Bearing in mind our topic for this term is mini-beasts, can you guess which little creature we have been learning about this week? Yes it is indeed the small but mighty bee! The children have been fascinated with the wonderful variety of bee’s, how to tell them apart and learning all the different jobs they do within a hive. I am sure we have a few budding entomologists in Reception! Not only have they loved trying to spot them in our outside area they have also bee, crafting, counting, sorting and reading about our striped little friends.
This ‘buzz’ of excitement lead to some brilliant examples of the children’s independent writing as they created fact books about bees, bee themed stories and posters galore. Which leads me on to a question parents often ask, “How do I encourage my child to write?”
I know I have spoken top many of you at parents evening about ‘writing for a purpose ‘ as this is something I am passionate about. I believe this is the key to inspiring a love of writing from a young age, making writing real and worthwhile for children. Of course, every now and then a little bit of writing practise doesn’t do any harm, but to nurture that desire to write is crucial. Thinking about those real life situations when writing is useful if not essential. Menus, sign posts, shopping lists, cards, letters, recipes, anything you can think of! Especially if it is related to your children’s interests. For example I often “forget” things in the classroom, and the children then love to write me note or list to help me remember! Writing signs or labels for large and small scale models is another great example of when previously reluctant writers will happily spend time writing. Whether it be to say, ‘Please don’t touch’ or ‘Tom’s dinosaur cage’ it is a real reason for them to write! Here are a couple of lovely examples of signs children wrote in child initiated time this term to warn others about mini-beasts (one was a real spider the other was for some fantasy dangerous bugs, just in case you were worried!)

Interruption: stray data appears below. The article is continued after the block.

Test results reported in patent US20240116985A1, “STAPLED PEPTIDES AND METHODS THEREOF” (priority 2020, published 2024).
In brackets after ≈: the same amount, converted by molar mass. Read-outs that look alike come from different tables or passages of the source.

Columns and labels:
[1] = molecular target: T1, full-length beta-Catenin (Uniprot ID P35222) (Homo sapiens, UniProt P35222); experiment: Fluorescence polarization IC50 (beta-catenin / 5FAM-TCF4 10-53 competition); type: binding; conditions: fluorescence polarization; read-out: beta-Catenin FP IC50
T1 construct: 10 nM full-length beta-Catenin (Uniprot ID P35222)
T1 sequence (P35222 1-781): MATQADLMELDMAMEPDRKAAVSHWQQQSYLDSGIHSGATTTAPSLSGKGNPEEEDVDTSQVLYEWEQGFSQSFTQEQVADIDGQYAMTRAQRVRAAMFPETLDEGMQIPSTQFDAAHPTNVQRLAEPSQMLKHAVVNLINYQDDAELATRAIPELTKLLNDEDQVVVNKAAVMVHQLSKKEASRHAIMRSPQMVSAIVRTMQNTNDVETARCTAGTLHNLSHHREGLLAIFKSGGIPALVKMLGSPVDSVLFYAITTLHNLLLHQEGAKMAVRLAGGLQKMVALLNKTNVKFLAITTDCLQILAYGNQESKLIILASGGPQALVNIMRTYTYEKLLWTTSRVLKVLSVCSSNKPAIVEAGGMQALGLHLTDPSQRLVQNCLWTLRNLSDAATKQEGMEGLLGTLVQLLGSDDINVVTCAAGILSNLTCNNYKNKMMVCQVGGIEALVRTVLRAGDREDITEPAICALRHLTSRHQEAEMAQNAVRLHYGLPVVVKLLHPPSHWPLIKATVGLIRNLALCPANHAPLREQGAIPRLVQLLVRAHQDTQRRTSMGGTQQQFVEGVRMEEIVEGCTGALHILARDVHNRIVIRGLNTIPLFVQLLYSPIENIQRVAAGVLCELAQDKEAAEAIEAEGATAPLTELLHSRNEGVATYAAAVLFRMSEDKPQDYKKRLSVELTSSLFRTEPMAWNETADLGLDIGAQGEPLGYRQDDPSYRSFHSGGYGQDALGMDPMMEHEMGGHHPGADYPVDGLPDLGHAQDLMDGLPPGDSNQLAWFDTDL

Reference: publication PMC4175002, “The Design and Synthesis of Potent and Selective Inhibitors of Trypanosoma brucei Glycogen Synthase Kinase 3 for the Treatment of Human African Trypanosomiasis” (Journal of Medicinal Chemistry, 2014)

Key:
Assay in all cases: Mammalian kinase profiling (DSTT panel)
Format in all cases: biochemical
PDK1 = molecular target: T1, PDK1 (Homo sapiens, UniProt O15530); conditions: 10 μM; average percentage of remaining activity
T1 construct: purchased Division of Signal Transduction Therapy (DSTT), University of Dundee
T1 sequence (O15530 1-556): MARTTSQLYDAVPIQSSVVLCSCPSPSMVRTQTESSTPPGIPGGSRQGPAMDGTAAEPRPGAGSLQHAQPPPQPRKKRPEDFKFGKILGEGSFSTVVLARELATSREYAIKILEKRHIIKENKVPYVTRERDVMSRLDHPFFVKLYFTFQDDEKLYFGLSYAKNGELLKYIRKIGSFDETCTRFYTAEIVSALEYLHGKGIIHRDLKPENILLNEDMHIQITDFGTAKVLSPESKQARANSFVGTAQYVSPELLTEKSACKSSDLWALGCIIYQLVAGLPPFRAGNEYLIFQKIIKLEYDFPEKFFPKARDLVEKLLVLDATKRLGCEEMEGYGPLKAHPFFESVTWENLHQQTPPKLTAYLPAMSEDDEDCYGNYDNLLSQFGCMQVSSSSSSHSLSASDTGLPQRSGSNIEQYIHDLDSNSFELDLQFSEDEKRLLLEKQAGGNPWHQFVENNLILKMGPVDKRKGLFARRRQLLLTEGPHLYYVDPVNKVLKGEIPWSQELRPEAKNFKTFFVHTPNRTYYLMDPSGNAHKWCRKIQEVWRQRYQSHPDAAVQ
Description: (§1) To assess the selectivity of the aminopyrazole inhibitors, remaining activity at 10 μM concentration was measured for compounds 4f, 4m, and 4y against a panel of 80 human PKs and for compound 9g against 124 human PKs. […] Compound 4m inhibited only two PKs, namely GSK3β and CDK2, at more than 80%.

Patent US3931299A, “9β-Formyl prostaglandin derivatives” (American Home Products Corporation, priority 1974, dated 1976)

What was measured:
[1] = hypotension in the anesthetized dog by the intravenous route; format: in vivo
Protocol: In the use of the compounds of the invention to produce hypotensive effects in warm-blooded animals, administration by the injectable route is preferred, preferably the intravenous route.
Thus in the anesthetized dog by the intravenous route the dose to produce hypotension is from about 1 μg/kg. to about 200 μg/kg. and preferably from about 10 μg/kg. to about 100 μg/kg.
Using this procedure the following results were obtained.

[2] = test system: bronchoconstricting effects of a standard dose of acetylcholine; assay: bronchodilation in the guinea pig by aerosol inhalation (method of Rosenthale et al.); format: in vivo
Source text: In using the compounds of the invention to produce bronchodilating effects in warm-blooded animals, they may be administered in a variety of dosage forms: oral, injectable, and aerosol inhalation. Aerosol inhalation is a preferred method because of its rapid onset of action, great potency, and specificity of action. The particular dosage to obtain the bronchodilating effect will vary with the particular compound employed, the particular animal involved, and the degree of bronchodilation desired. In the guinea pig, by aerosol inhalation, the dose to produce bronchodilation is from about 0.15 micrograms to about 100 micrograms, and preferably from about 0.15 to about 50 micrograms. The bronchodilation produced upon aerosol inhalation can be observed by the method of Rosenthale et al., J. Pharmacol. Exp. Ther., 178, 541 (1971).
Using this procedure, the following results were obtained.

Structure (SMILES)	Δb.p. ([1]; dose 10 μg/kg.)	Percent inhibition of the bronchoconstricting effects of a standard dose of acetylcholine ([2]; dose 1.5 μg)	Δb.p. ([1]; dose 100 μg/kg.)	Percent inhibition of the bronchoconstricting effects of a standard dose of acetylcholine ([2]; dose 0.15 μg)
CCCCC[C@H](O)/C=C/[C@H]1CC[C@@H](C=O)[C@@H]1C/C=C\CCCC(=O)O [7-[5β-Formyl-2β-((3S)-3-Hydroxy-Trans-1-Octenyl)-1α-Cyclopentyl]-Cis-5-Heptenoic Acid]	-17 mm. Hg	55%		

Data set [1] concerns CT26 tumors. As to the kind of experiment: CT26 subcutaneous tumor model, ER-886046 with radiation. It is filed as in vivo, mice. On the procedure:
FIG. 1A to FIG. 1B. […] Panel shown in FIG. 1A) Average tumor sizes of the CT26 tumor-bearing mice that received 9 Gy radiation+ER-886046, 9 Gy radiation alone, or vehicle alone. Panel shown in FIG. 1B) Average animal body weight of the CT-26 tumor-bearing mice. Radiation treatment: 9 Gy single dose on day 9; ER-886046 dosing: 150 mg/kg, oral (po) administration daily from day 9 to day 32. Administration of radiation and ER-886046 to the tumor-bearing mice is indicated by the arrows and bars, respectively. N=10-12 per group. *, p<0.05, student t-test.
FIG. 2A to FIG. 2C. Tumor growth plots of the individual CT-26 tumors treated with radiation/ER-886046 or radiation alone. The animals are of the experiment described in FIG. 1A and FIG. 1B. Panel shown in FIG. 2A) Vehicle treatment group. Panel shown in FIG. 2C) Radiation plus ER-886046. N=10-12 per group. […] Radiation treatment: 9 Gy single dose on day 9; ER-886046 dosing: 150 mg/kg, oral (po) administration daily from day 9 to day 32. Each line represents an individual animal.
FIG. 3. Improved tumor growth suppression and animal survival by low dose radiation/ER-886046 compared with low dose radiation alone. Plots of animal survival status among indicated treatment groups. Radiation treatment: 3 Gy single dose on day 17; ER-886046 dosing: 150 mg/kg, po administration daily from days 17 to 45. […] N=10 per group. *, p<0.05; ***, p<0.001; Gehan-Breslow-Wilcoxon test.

The first sign reads “Stop, web, spider!” and the second “deadly, do not touch!”
These are both great examples of children seeing an opportunity to write for a purpose that meant something to them and whatever activity they were engaged in. It came from their own interests therefore half the battle of encouragement is already won. Then the technical side of writing comes into play, however I often find where there is a will they find a way to access all that they have learnt so far. So maybe see if your children can surprise you with their independent writing? What will give them the urge to pick up a pencil?